It is hard, if not impossible to determine how deep the roots of belief in the tree of virtuality reach back in the history of the human race. Certainly we did not need our Oculus Rift VR headset to come up with this idea. When did man first started to doubt the reality of the solid world around him? When did we first start to think we might be living in an illusion?
The first written tradition is perhaps the allegory of the cave by Plato  in his treaty "The Republic" written around 380 B.C.
In this allegory prisoners are chained in a cave in such a way that they can only look at a wall in front of them. Behind them is a fire burning and between the fire and the prisoners is a low wall, behind which other people walk carrying objects or puppets "of men and other living things". These objects cast shadows on the wall in front of the prisoners. The sounds made by the walking people also echo from this wall, so that it seems that the shadows are making these noises. For the prisoners, who never experienced anything else these shadows are the only reality there is. In the story one man escapes. At first according to Plato he would not understand that what the prisoners see and hear are mere shadows and echoes. Only once the escaped prisoner would find out about sunlight outside the cave and get accustomed to it, he'd be able to learn about shadows. Thus he'd start to understand the real source of the images and sounds. Thereafter he'd consider this new reality superior and "he would bless himself for the change, and pity [the other prisoners]" and would want to bring his fellow cave dwellers out of the cave and into the sunlight". Unfortunately back in the cave his eyes would need to get accustomed to the dark again. His fellow prisoners would think he'd gone blind and conclude it's dangerous outside of the cave. They would not be willing to leave.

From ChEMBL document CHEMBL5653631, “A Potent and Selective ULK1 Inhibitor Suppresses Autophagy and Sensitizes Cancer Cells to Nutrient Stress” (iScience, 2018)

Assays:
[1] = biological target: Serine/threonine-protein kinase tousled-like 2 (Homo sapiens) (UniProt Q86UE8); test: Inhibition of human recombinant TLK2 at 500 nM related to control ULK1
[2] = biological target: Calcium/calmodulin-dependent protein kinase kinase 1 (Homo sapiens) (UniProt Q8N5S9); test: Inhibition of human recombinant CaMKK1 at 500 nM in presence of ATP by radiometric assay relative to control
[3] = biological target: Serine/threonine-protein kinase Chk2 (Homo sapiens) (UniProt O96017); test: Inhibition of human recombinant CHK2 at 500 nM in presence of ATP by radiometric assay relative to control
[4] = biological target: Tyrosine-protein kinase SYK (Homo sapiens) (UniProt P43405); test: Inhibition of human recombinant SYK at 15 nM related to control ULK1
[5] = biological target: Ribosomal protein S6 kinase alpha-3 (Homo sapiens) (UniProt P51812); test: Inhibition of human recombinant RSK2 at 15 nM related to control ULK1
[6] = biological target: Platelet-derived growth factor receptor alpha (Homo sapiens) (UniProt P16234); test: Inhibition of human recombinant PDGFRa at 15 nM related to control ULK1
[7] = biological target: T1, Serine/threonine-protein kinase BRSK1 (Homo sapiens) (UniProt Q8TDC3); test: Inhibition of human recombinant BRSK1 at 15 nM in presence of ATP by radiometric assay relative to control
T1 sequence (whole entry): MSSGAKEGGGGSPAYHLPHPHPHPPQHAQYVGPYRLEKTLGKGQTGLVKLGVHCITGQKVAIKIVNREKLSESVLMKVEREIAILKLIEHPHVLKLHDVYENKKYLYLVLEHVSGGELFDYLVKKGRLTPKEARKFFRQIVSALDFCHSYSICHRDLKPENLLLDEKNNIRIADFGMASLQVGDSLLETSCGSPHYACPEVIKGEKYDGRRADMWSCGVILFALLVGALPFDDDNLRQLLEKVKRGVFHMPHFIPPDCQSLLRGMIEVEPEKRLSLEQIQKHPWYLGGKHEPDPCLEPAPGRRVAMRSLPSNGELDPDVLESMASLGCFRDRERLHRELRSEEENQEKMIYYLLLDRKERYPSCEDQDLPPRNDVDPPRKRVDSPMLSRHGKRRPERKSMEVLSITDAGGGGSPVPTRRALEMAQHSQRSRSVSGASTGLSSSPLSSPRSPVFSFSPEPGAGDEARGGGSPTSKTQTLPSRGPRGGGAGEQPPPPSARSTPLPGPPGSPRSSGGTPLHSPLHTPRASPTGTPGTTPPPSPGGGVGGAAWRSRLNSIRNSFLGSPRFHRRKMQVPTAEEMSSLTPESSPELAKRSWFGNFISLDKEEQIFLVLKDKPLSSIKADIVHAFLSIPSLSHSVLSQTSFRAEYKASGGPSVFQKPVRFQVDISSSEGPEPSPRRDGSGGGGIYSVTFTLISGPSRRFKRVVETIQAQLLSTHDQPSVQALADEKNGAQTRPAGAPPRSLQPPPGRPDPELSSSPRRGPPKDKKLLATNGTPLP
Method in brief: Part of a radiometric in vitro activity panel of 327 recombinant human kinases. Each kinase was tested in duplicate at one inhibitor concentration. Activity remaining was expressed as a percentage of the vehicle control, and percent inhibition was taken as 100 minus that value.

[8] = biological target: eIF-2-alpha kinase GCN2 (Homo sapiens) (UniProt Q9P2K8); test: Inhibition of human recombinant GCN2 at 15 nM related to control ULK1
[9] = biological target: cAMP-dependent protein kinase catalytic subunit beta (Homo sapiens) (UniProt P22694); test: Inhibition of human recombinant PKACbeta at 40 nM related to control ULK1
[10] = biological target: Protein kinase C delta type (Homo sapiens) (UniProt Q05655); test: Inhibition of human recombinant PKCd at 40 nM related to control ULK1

As the freed prisoner in this allegory represents the person who sees the world for the illusion it is, this is one of the first written proofs that humans were conscious of the possibility that our reality might not be the ultimate reality.
The Greek sophist, Gorgias (c. 483–375 BC)  is reputed as the father of Solipsism, the notion that we can only be sure of our mind to exist. Moreover he's quoted to have stated:
1. Nothing exists.
2. Even if something exists, nothing can be known about it.
3. Even if something could be known about it, knowledge about it can't be communicated to others.
With this reasoning the Sophists tried to show that "objective" knowledge was a literal impossibility. An extreme interpretation of Solipsism is to assume that only I exist and that everything else is a concoction of my mind. Or a simulation if you wish.
Another early text on this topic is from the Zhuangzi  by the eponymous author who lived between 369 and 286 B.C:
"Once upon a time, I, Chuang Chou, dreamt I was a butterfly, fluttering hither and thither, to all intents and purposes a butterfly. I was conscious only of my happiness as a butterfly, unaware that I was Chou. Soon I awaked, and there I was, veritably myself again. Now I do not know whether I was then a man dreaming I was a butterfly, or whether I am now a butterfly, dreaming I am a man. Between a man and a butterfly there is necessarily a distinction. The transition is called the transformation of material things."
Dreaming in fact is our most direct springboard to question whether our reality is an illusion.